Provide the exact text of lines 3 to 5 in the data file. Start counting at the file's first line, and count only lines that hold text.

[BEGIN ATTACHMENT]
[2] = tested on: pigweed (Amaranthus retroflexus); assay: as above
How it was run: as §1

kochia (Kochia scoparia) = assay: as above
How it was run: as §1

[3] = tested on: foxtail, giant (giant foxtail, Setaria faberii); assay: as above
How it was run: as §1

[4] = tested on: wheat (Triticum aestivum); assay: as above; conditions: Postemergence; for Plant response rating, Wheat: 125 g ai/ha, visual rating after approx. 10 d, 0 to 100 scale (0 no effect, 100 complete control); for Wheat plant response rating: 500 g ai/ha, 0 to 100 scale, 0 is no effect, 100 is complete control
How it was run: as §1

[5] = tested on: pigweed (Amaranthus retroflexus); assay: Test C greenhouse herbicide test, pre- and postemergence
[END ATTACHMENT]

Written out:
kochia (Kochia scoparia) = assay: as above
How it was run: as §1

[3] = tested on: foxtail, giant (giant foxtail, Setaria faberii); assay: as above